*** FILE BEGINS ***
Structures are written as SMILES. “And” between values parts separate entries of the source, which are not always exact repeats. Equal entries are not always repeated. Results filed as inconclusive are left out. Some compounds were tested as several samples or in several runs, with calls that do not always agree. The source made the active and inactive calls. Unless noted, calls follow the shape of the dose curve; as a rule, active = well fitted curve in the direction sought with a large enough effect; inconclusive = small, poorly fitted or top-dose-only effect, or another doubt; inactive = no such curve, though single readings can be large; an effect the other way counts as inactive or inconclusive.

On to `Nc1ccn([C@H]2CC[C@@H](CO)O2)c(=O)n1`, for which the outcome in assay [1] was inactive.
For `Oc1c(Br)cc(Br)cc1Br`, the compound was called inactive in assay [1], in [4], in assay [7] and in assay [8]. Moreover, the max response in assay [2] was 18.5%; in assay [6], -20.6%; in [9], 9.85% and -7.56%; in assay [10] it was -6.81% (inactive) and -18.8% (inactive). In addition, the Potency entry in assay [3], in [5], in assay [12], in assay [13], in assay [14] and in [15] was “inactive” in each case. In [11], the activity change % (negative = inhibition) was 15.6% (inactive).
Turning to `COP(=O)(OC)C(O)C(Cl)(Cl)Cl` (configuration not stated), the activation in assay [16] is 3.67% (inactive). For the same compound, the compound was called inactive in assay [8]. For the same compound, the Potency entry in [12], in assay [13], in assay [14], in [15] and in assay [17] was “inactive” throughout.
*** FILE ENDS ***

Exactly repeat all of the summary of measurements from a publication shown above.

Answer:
Structures are written as SMILES. “And” between values parts separate entries of the source, which are not always exact repeats. Equal entries are not always repeated. Results filed as inconclusive are left out. Some compounds were tested as several samples or in several runs, with calls that do not always agree. The source made the active and inactive calls. Unless noted, calls follow the shape of the dose curve; as a rule, active = well fitted curve in the direction sought with a large enough effect; inconclusive = small, poorly fitted or top-dose-only effect, or another doubt; inactive = no such curve, though single readings can be large; an effect the other way counts as inactive or inconclusive.

On to `Nc1ccn([C@H]2CC[C@@H](CO)O2)c(=O)n1`, for which the outcome in assay [1] was inactive.
For `Oc1c(Br)cc(Br)cc1Br`, the compound was called inactive in assay [1], in [4], in assay [7] and in assay [8]. Moreover, the max response in assay [2] was 18.5%; in assay [6], -20.6%; in [9], 9.85% and -7.56%; in assay [10] it was -6.81% (inactive) and -18.8% (inactive). In addition, the Potency entry in assay [3], in [5], in assay [12], in assay [13], in assay [14] and in [15] was “inactive” in each case. In [11], the activity change % (negative = inhibition) was 15.6% (inactive).
Turning to `COP(=O)(OC)C(O)C(Cl)(Cl)Cl` (configuration not stated), the activation in assay [16] is 3.67% (inactive). For the same compound, the compound was called inactive in assay [8]. For the same compound, the Potency entry in [12], in assay [13], in assay [14], in [15] and in assay [17] was “inactive” throughout.